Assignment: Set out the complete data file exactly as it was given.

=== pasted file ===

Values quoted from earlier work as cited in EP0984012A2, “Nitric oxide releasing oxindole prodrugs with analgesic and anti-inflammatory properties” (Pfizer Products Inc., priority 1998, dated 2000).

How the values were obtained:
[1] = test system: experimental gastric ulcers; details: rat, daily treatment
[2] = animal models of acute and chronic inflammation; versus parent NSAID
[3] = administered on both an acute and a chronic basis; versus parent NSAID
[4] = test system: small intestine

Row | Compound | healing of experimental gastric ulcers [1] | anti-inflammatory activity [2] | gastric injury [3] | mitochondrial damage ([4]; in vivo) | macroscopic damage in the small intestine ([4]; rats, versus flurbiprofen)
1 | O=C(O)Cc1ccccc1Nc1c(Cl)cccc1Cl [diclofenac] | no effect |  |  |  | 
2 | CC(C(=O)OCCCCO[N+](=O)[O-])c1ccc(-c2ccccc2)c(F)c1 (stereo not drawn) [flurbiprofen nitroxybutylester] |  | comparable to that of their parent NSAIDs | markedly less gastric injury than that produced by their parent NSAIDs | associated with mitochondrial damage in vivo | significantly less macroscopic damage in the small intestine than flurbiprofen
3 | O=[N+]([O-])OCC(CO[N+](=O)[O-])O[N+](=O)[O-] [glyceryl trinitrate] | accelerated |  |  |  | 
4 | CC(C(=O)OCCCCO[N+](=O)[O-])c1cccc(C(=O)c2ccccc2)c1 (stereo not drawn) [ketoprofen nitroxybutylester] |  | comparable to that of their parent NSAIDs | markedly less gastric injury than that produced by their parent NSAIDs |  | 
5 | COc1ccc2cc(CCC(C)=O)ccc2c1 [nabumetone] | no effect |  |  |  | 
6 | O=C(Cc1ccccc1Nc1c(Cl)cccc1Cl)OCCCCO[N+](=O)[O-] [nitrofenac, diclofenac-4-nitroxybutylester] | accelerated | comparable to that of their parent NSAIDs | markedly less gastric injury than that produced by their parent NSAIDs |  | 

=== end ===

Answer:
Values quoted from earlier work as cited in EP0984012A2, “Nitric oxide releasing oxindole prodrugs with analgesic and anti-inflammatory properties” (Pfizer Products Inc., priority 1998, dated 2000).

How the values were obtained:
[1] = test system: experimental gastric ulcers; details: rat, daily treatment
[2] = animal models of acute and chronic inflammation; versus parent NSAID
[3] = administered on both an acute and a chronic basis; versus parent NSAID
[4] = test system: small intestine

Row | Compound | healing of experimental gastric ulcers [1] | anti-inflammatory activity [2] | gastric injury [3] | mitochondrial damage ([4]; in vivo) | macroscopic damage in the small intestine ([4]; rats, versus flurbiprofen)
1 | O=C(O)Cc1ccccc1Nc1c(Cl)cccc1Cl [diclofenac] | no effect |  |  |  | 
2 | CC(C(=O)OCCCCO[N+](=O)[O-])c1ccc(-c2ccccc2)c(F)c1 (stereo not drawn) [flurbiprofen nitroxybutylester] |  | comparable to that of their parent NSAIDs | markedly less gastric injury than that produced by their parent NSAIDs | associated with mitochondrial damage in vivo | significantly less macroscopic damage in the small intestine than flurbiprofen
3 | O=[N+]([O-])OCC(CO[N+](=O)[O-])O[N+](=O)[O-] [glyceryl trinitrate] | accelerated |  |  |  | 
4 | CC(C(=O)OCCCCO[N+](=O)[O-])c1cccc(C(=O)c2ccccc2)c1 (stereo not drawn) [ketoprofen nitroxybutylester] |  | comparable to that of their parent NSAIDs | markedly less gastric injury than that produced by their parent NSAIDs |  | 
5 | COc1ccc2cc(CCC(C)=O)ccc2c1 [nabumetone] | no effect |  |  |  | 
6 | O=C(Cc1ccccc1Nc1c(Cl)cccc1Cl)OCCCCO[N+](=O)[O-] [nitrofenac, diclofenac-4-nitroxybutylester] | accelerated | comparable to that of their parent NSAIDs | markedly less gastric injury than that produced by their parent NSAIDs |  | 